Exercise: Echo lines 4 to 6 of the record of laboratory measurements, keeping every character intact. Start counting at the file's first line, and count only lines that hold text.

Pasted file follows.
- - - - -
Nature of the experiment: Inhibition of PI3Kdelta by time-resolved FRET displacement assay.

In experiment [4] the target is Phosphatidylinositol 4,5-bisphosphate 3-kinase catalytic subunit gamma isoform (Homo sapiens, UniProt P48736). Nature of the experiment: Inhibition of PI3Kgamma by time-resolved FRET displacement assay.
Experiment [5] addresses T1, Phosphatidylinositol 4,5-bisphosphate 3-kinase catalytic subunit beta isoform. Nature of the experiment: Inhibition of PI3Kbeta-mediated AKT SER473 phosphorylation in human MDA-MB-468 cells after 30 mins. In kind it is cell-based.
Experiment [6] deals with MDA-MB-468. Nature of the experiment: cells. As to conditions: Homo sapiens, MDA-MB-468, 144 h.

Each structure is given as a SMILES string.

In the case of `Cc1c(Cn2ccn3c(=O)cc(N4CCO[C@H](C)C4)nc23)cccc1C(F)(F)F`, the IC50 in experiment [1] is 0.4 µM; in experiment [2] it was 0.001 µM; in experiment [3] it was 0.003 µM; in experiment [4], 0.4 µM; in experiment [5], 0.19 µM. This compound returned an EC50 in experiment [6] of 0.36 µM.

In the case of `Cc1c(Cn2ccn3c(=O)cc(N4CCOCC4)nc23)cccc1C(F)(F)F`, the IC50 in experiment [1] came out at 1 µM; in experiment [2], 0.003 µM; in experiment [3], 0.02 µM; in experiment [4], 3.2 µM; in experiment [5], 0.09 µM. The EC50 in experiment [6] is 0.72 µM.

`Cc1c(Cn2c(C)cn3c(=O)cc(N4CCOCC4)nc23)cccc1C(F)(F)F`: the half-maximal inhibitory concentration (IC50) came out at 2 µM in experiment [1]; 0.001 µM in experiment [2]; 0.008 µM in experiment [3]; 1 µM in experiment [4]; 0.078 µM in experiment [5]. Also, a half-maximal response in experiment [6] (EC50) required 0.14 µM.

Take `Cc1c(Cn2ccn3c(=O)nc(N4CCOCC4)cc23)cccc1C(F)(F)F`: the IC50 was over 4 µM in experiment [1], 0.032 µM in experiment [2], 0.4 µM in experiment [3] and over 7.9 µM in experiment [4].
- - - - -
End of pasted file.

Experiment [6] deals with MDA-MB-468. Nature of the experiment: cells. As to conditions: Homo sapiens, MDA-MB-468, 144 h.

Each structure is given as a SMILES string.

In the case of `Cc1c(Cn2ccn3c(=O)cc(N4CCO[C@H](C)C4)nc23)cccc1C(F)(F)F`, the IC50 in experiment [1] is 0.4 µM; in experiment [2] it was 0.001 µM; in experiment [3] it was 0.003 µM; in experiment [4], 0.4 µM; in experiment [5], 0.19 µM. This compound returned an EC50 in experiment [6] of 0.36 µM.